At 4/14/2009 2:14 PM, Blogger 1 said...

"If the full cost of the war was amortized in fuel taxes, we would be lobbying to end the war even sooner"...

Funny but how come you lefties say this about the War on Poverty or any of the other horrendously expensive and totally useless socialist nanny state programs?

The war on poverty has cost taxpayers $10 trillion or more since 1964. Medicare, projected at its inception to cost $12 billion in 1990, ended up costing $107 billion that year, and its budget has ballooned even further since then ($325 billion as of fiscal year 2006). Now we have President Bush’s prescription-drug benefit adding to the burden to the tune of tens of billions of dollars annually. Social Security cost taxpayers $544 billion in FY 2006. Hillary Clinton tried once to foist single-payer health insurance on the entire country and has made it clear that she would have proceeded again toward that goal had she been elected president, albeit under a less blatantly socialistic guise; Barack Obama promises the same. Again, who is being selfish: the people who simply want to be allowed to dispose of their own income as they see fit (including donating some of it to charity), or the people who, having sat back and lived off the hard work of others, continually clamor for more and more of others’ money and then whine that the taxpayers are the selfish ones?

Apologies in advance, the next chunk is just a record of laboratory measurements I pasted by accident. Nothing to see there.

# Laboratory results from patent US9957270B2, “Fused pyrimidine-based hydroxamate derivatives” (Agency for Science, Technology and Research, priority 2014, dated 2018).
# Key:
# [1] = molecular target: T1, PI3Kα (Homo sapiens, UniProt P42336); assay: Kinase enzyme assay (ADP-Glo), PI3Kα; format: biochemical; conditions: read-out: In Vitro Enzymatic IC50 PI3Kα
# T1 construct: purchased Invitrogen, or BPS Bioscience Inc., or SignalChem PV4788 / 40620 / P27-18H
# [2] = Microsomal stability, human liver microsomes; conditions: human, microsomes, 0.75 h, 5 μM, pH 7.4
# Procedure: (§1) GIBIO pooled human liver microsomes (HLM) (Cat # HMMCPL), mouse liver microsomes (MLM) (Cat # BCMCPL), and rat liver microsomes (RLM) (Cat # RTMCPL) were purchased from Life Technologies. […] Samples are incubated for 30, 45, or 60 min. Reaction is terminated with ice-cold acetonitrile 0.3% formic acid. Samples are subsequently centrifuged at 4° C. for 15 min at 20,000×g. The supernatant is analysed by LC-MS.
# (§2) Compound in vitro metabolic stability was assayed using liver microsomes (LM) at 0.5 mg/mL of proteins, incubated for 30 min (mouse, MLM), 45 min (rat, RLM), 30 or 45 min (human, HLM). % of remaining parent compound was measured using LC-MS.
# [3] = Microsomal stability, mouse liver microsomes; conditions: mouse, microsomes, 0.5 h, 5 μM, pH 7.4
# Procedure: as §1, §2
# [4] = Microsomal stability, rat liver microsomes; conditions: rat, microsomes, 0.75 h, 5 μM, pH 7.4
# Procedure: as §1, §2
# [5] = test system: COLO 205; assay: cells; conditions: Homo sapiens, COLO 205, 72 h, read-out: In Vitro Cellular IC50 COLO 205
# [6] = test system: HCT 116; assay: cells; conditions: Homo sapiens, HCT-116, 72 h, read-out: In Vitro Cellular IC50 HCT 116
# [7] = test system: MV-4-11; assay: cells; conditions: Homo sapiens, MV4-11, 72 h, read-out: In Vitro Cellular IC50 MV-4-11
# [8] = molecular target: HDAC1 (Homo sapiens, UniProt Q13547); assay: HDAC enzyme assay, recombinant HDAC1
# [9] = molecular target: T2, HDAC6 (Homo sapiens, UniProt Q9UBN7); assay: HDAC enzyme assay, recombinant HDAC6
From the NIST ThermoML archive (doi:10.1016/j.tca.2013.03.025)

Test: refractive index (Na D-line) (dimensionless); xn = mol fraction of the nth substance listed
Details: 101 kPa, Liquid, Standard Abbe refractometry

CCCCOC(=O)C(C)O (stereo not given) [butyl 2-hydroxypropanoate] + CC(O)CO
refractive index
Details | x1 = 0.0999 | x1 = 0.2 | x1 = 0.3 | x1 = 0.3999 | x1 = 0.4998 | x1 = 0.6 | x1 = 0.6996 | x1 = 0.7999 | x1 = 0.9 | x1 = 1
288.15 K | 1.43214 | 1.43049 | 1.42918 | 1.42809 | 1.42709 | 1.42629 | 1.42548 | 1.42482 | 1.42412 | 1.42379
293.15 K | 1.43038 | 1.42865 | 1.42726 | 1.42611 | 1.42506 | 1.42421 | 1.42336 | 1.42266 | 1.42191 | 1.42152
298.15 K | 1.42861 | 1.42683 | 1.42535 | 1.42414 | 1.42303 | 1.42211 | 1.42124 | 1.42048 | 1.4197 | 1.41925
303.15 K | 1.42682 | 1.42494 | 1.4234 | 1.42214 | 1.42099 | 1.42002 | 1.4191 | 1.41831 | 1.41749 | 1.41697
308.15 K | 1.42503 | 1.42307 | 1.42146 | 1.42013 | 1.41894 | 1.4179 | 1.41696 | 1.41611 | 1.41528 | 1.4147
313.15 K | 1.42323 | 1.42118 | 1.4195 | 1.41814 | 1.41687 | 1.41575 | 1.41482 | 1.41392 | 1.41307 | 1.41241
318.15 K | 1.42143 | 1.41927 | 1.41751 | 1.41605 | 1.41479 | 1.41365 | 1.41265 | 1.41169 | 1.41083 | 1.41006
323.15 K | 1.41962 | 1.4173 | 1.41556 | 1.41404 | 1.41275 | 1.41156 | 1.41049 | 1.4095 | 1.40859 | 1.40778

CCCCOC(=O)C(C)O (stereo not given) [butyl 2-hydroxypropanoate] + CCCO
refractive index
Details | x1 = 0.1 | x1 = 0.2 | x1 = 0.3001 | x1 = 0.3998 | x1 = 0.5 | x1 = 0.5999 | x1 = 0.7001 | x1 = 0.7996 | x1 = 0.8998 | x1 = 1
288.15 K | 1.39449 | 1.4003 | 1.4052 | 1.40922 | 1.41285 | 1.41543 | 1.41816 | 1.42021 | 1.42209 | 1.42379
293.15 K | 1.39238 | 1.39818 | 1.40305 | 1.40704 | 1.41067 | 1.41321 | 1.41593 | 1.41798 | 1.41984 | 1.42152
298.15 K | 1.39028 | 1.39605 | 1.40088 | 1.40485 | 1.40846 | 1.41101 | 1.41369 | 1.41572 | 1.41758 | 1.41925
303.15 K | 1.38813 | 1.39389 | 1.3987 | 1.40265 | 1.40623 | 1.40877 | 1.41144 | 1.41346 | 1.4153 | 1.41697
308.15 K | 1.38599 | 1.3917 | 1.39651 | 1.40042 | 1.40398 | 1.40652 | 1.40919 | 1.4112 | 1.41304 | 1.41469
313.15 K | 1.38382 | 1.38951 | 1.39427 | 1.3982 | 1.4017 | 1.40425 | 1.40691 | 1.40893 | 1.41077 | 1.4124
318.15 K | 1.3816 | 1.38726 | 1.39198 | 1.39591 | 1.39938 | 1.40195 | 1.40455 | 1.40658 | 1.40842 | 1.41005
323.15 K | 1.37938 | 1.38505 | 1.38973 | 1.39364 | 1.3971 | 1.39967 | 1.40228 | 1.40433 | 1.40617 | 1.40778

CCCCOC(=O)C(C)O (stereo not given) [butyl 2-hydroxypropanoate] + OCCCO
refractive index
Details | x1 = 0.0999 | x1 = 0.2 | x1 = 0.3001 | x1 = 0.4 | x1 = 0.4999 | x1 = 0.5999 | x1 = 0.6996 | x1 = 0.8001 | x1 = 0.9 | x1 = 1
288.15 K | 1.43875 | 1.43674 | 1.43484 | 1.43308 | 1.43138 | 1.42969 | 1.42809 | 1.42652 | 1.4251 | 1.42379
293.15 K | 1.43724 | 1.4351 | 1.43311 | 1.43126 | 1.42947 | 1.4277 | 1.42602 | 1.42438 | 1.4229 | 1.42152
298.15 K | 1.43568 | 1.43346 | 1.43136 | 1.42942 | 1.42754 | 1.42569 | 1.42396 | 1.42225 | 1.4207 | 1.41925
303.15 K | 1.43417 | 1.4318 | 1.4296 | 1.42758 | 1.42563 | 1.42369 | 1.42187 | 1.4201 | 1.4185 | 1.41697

At 4/14/2009 2:22 PM, Blogger 1 said...

"How many SUV owners died because they rolled the vehicle, punched through a guard-rail over a cliff, punched through a guard-rail into oncoming traffic, failed to avoid an accident due to poor steering and breaking ability, or were crushed by poor design?"...

Interesting excuse but as usual a poor one...

How about the driver using his/her SUV intelligently?

Just a thought...

 
At 4/14/2009 2:51 PM, Blogger Bloggin' Brewskie said...

Wow kids(!), fighting over your big/small toys:)

There's advantages/disadvantages to both: small cars are more fuel-efficient, cheaper, stop quicker, are lower to the ground (thus less likely to flip), but lighter (not good during rainy or snowy conditions) and smaller (watch out for those trucks!); SUVs are heavier (they’re less likely to hydroplane during rainy conditions), drive through snowy conditions better, their size is an advantage (until you meet a vehicle of equal/greater size), eat more gas, generally cost more, and are top-heavy (thus more likely to flip if going around a bend/corner too quickly).

All I can say is I'm glad I face a Civic that day I walking, not a Ford Expedition...

 
At 4/14/2009 2:52 PM, Blogger ExtremeHobo said...

Also I might add that not all big cars are SUVs.

 
At 4/14/2009 4:38 PM, Blogger Mark said...